Fingerprint bands in offspring that deviated by 1.0 mm or more relative to the parental progenitor, as determined using the in-lane size standard, were scored as mutations (17). All bands co-detected by both a single and multilocus ESTR probe were included in the single-locus mutation rate only. Mutation events resulting in identical mutant bands shared among littermates (clustered mutations), or extra single-locus bands (somatic mutations during embryogenesis), were not included in our analyses. Scoring was performed without knowledge of exposure location and verified by an independent observer. Mutation rates were calculated as the number of mutant bands out of the total scored and compared using a one-tailed Fisher's exact probability test. Parentage of all pups was confirmed with band sharing using multilocus probe MMS10.

Results

Twenty breeding pairs were established from mice exposed at each field site. Seventeen pairs of steel mice and 19 pairs of rural mice successfully produced offspring (85% and 95% breeding success for steel and rural, respectively). Litters born to steel parents had 1.7 fewer pups on average than rural (mean litter size 7.9 ± 2.6 and 9.6 ± 3.0 pups for steel and rural, respectively; Mann–Whitney, n1 = 19, n2 = 17, U = 230.5, P = 0.07). The mass of pups from each group did not differ significantly at any time over the first 5 days of growth (data not shown).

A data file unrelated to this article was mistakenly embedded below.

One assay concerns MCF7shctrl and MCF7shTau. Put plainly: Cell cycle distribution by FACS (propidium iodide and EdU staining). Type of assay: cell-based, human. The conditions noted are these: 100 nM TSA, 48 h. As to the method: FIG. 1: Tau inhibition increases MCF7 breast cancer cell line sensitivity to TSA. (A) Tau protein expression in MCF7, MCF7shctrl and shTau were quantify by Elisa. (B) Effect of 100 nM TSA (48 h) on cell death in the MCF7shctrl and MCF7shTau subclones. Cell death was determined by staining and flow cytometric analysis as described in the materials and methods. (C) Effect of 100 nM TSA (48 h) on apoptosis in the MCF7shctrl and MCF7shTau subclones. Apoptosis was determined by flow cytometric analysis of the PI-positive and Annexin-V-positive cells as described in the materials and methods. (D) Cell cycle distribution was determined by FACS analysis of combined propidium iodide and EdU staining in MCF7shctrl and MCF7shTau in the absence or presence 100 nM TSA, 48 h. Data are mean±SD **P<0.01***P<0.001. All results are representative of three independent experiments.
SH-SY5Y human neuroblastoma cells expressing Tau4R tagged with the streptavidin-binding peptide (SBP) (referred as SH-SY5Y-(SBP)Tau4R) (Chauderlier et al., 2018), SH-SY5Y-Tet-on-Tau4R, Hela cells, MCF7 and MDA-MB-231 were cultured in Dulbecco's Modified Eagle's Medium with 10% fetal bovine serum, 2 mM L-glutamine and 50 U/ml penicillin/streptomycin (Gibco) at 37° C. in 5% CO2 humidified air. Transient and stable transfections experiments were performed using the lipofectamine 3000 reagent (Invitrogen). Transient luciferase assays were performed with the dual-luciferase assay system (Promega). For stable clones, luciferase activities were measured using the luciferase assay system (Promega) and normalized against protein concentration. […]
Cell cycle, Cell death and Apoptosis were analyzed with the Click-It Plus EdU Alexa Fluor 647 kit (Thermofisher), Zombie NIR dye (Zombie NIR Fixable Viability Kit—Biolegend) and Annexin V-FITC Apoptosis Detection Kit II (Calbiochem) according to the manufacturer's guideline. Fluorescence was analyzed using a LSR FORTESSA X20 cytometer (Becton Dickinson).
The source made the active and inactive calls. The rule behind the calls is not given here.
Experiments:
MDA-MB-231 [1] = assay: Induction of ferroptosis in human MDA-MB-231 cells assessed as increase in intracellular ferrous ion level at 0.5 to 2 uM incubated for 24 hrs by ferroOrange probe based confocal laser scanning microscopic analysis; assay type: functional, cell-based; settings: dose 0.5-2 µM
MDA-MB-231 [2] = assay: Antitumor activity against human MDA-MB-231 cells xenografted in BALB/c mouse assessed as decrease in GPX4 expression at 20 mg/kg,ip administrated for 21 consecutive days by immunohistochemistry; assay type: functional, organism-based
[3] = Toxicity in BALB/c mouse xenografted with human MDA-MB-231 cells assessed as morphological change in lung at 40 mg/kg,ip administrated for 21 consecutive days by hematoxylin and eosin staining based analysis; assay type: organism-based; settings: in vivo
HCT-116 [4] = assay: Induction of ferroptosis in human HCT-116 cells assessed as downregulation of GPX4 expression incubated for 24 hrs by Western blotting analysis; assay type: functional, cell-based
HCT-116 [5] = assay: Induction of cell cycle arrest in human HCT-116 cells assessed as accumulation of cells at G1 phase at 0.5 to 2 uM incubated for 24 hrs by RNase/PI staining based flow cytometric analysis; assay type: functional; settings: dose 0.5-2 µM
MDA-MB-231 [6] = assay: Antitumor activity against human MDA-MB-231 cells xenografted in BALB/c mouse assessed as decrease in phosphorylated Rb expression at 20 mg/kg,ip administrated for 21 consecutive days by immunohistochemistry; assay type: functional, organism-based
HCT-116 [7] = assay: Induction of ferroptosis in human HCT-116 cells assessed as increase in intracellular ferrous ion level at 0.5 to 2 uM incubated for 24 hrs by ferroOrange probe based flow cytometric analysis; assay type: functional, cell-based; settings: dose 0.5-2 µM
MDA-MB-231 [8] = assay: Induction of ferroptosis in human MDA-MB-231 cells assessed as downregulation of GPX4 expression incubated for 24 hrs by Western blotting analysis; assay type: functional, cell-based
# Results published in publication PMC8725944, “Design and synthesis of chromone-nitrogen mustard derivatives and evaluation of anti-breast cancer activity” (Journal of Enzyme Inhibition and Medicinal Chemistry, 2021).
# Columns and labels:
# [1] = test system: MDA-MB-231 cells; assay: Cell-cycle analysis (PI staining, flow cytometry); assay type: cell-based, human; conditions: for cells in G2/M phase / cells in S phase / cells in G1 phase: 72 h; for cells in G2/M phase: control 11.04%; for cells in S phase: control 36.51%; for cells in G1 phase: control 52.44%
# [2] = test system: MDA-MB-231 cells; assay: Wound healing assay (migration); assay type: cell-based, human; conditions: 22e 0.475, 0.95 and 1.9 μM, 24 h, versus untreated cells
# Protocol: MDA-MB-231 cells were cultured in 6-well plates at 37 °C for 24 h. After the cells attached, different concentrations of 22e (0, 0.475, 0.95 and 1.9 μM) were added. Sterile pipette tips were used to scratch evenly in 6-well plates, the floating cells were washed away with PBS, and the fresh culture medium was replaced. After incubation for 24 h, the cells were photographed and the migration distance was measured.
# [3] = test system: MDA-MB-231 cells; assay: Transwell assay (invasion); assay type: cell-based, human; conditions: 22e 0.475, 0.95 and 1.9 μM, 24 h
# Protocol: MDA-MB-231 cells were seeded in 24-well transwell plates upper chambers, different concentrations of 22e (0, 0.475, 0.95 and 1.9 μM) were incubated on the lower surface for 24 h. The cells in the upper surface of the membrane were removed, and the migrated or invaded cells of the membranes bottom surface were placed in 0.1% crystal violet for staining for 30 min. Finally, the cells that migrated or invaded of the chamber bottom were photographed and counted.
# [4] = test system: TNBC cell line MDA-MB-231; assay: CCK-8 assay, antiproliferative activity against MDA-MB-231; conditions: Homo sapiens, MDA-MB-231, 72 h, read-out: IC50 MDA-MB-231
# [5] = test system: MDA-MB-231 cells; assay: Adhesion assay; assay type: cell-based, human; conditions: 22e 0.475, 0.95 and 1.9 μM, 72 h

Single and multilocus ESTR probes detected a 1.5- and 2.0-fold elevation in germline mutation frequency in the steel group over the rural group, respectively (Table (Table1).1). Examples of mutant bands detected with ESTR single-locus probe Hm-2 are shown in Fig. Fig.1.1. Multiallelism and high heterozygosity at ESTR single loci Ms6-hm and Hm-2 allowed us to determine the parental origin of mutant bands in all cases. Paternal mutations were 1.6 times more frequent in steel mice than rural mice, making up most of the overall elevation in the steel group (Table (Table2).2). Maternal mutation rates did not differ significantly between the two sites.

Fig 1.
DNA profile of a mouse family exposed at the steel site at ESTR locus Hm-2. The parents are labeled M (male) and F (female); pups are marked 1–6 (size range is indicated in kb). Three germline mutations are identified with solid arrows. The paternal ...
Table 1.
Germline DNA mutation rates in sentinel mice exposed in situ